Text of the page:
The concrete blast walls that shielded the shopping stalls have lately
come down. Since then, three explosions have struck the market,
killing several people.
“This will be an easy target for car bombs,” said Muhammad Ali, a
merchant who lost two brothers during the cruelest times of the
conflict. “People will die here.”
After nearly nine years, about 4,500 American fatalities and $1
trillion, America’s war in Iraq is about to end. Officials marked the
finish on Thursday with a modest ceremony at the airport days before
the last troops take the southern highway to Kuwait, going out as they
came in, to conclude the United States’ most ambitious and bloodiest
military campaign since Vietnam.
For the United States, the war leaves an uncertain legacy as Americans
weigh what may have been accomplished against the price paid, with so
many dead and wounded. The Iraqi dictator, Saddam Hussein, was
vanquished, but the failure to find illicit weapons undermined the
original rationale, leaving a bitter taste as casualties mounted. The
lengthy conflict and repeated deployments strained the country and its
resources, raising questions about America’s willingness to undertake
future wars on such a grand scale.
Iraqis will be left with a country that is not exactly at war, and not
exactly at peace. It has improved in many ways since the 2007 troop
“surge,” but it is still a shattered country marred by violence and
political dysfunction, a land defined on sectarian lines whose future,
for better or worse, is now in the hands of its people.
“It is the end for the Americans only,” Emad Risn, an Iraqi columnist,
recently wrote in Assabah al-Jadeed, a government-financed newspaper.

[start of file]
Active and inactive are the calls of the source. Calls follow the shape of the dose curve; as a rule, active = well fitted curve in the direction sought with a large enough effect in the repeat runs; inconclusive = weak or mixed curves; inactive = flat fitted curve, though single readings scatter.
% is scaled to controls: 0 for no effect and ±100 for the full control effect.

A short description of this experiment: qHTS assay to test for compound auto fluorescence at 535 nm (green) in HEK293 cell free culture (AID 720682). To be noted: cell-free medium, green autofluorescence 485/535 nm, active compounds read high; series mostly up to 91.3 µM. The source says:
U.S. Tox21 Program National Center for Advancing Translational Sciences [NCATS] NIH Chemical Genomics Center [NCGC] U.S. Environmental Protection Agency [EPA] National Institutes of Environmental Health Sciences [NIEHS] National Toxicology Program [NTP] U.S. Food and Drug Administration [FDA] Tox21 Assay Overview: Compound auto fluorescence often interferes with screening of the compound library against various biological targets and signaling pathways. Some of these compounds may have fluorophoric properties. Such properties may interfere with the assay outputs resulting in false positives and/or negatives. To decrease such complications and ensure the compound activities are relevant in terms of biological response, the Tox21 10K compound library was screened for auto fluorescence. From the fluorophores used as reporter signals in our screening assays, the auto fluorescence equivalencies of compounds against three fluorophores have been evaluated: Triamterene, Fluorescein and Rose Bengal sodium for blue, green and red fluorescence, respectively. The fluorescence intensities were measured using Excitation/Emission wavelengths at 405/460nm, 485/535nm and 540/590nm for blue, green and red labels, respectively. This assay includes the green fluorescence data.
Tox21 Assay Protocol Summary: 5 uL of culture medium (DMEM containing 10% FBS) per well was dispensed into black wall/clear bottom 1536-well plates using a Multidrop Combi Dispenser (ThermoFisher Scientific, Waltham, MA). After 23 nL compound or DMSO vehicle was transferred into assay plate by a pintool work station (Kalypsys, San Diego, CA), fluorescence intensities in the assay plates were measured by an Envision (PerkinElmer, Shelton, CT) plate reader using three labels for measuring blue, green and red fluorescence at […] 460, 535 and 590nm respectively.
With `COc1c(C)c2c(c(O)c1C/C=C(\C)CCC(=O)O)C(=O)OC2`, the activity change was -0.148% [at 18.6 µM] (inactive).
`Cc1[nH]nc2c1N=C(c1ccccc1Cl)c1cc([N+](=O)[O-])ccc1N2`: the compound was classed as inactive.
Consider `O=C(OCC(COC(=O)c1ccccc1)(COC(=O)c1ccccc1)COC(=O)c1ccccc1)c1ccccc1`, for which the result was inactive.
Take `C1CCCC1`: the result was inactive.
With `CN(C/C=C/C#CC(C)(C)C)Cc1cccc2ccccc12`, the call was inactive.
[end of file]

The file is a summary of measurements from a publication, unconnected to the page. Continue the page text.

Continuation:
“Nobody knows if the war will end for Iraqis, too.”
Iraq will now be on its own both to find its place in a region upended
by revolutions and to manage its rivalry with Iran, which will look to
expand its influence culturally and economically in the power vacuum
left by the United States military. While American officials worry
about the close political ties between Iraq’s Shiite leadership and
Iran, the picture at the grass-roots level is more nuanced. Iraqis
complain about shoddy Iranian consumer goods — they frequently mention
low-quality yogurts and cheeses — and the menacing role of
Iranian-backed militias, which this year killed many American
The Iranian rivalry frequently plays out in the Shiite holy city of
Najaf, where Iraq’s religious authorities are based. Iran, which like
Iraq is majority Shiite, recently installed one of its leading clerics
in Najaf, raising worries that Iran is trying to spread its brand of
clerical rule to Iraq. Meanwhile, Moktada al-Sadr, an anti-American
cleric with very close ties to Iran, has recently said that with the
military withdrawal, American diplomats are now fair game for his
Iraq faces a multitude of vexing problems the Americans tried and
failed to resolve, from how to divide the country’s oil wealth to
sectarian reconciliation to the establishment of an impartial justice
system. A longstanding dispute festers in the north over how to share
power in Kirkuk between Arabs, Kurds and Turkmen, an ominous harbinger
for power struggles that may ensue in a post-America Iraq. A recent
deal between Exxon Mobil and the Kurdistan government in the north has
been deemed illegal by Baghdad in the absence of procedures for
sharing the country’s oil resources.
“We are in a standstill and things are paralyzed,” said Adel Abdul
Mahdi, a prominent Shiite politician and former vice president of
Iraq, describing the process of political reconciliation among Iraq’s
three main factions, Sunnis, Shiites and Kurds. “We are going from bad
A surprising number of Iraqis refuse to believe that the Americans are
really leaving, the effect of a conspiratorial mind-set developed over
years living under the violent and repressive dictatorship of Mr.
Hussein, and a view of history informed by the Crusades, colonialism
and other perceived injustices at the hands of the West.